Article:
People v. Davalos, 98CA2352.

Decision Date10 May 2001
Docket NumberNo. 98CA2352.,98CA2352.
Citation30 P.3d 841
PartiesThe PEOPLE of the State of Colorado, Plaintiff-Appellee, v. Luciano DAVALOS, Defendant-Appellant.
CourtColorado Court of Appeals

Ken Salazar, Attorney General, Paul Koehler, Assistant Attorney General, Denver, CO, for Plaintiff-Appellee.

Karen Ann Chaney, Colorado Springs, CO, for Defendant-Appellant.

Opinion by Judge JONES.

Defendant, Luciano Davalos, appeals the judgment of conviction entered pursuant to jury verdicts finding him guilty of five counts of theft. We affirm the judgment of conviction, reverse the restitution order, and remand with directions.

In May 1989, defendant's mother died, leaving him property in Florida. In August 1989, defendant submitted applications to the Department of Social Services (the Department) for Aid to Families with Dependent Children (AFDC) and, separately, for food stamps.

The AFDC application asked whether defendant owned any land other than his present residence. It also inquired whether defendant had any inheritance. Defendant answered in the negative to both these questions, failing to inform the AFDC program that he had in fact inherited his mother's home in Florida. The food stamp application contained similar questions to which defendant again answered in the negative.

The Department approved his applications and required status reports every month for AFDC and redetermination reports for the food stamps. These reports contained questions similar to those asked in the initial applications. Defendant continued to omit information concerning the home in Florida.

Upon learning of the Florida property, the Department discontinued defendant's AFDC and food stamps benefits. Thereafter, in November 1996, the prosecution filed a criminal information charging five counts of theft.

Defendant was convicted on all five theft counts and sentenced to probation. The trial court also ordered defendant to pay restitution for all funds received, including those for which he was not charged because prosecution was barred by the statute of limitations. This appeal followed.

I.

Defendant first contends that the trial court abused its discretion in admitting, over his objection, evidence concerning applications he submitted to the Low-income Energy Assistance Program (LEAP) that were not related to the offenses charged. We find no reversible error.

A trial court has substantial discretion in deciding questions concerning the admissibility of evidence. Absent an abuse of this discretion, the evidentiary rulings of a trial court will be affirmed. People v. Eppens, 979 P.2d 14 (Colo.1999).

At trial, defendant advanced an affirmative defense centered on his ignorance of the need to inform AFDC of the Florida property. In anticipation of the defense, the prosecution offered evidence showing that on applications to LEAP, defendant denied "having" any real estate or inheritance resources. The trial court ruled the evidence admissible as both res gestae and as similar transaction evidence under CRE 404(b). We determine that the evidence concerning the LEAP applications was admissible as res gestae evidence and, therefore, do not consider the CRE 404(b) issue.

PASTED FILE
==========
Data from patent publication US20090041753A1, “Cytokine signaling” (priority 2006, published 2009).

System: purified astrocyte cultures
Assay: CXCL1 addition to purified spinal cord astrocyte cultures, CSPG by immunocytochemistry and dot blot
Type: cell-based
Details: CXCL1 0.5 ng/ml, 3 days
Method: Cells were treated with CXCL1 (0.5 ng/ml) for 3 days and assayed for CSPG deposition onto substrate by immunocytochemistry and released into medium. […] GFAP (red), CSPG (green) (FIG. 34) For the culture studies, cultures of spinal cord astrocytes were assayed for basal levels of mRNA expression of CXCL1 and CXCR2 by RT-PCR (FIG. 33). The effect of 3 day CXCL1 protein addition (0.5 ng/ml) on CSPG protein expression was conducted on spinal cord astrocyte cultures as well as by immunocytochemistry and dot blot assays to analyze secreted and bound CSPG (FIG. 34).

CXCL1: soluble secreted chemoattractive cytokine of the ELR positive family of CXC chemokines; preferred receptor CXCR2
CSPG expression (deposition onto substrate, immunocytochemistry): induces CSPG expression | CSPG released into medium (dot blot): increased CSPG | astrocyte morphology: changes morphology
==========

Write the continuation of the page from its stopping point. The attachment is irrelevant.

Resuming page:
When evidence is part of a continuous transaction that explains the setting in which the crime occurred, it is admissible as part of the res gestae. Such evidence has as its purpose to "provide the fact-finder with a full and complete understanding of the events surrounding the crime and the context in which the charged crime occurred." This evidence is "not subject to the general rule that excludes evidence of prior criminality." People v. Quintana, 882 P.2d 1366, 1373 (Colo.1994).

Defendant's affirmative defense was that he lacked the requisite knowledge and intent to defraud or, in the alternative, that he mistakenly omitted the necessary information when submitting the AFDC applications. The burden to rebut the affirmative defense was on the prosecution. Thus, evidence to establish that defendant had the requisite intent was necessary.

We, thus, conclude that the LEAP applications were relevant in that they provided the jury with a full and complete understanding of the events surrounding the crime and the context in which the charged crime occurred.

The trial court also determined that the probative value of the evidence was not outweighed by its prejudicial effect. This determination is within the province of the trial court and will not be overturned absent an abuse of discretion. People v. Quintana, supra; see also

CRE 403. We find no such abuse.

Furthermore, the trial court properly instructed the jury that the LEAP applications should only be considered for the limited purpose of determining whether defendant had the requisite intent or whether there was a lack of mistake in his actions. While it was not necessary to give this limiting instruction as to res gestae evidence, to the extent that it limited the jury's consideration of the evidence, the instruction inured to defendant's benefit.

We, therefore, conclude that the trial court did not abuse its discretion in admitting the challenged evidence.

II.

Defendant next contends that the prosecution committed prejudicial misconduct during closing argument. We perceive no grounds for reversal.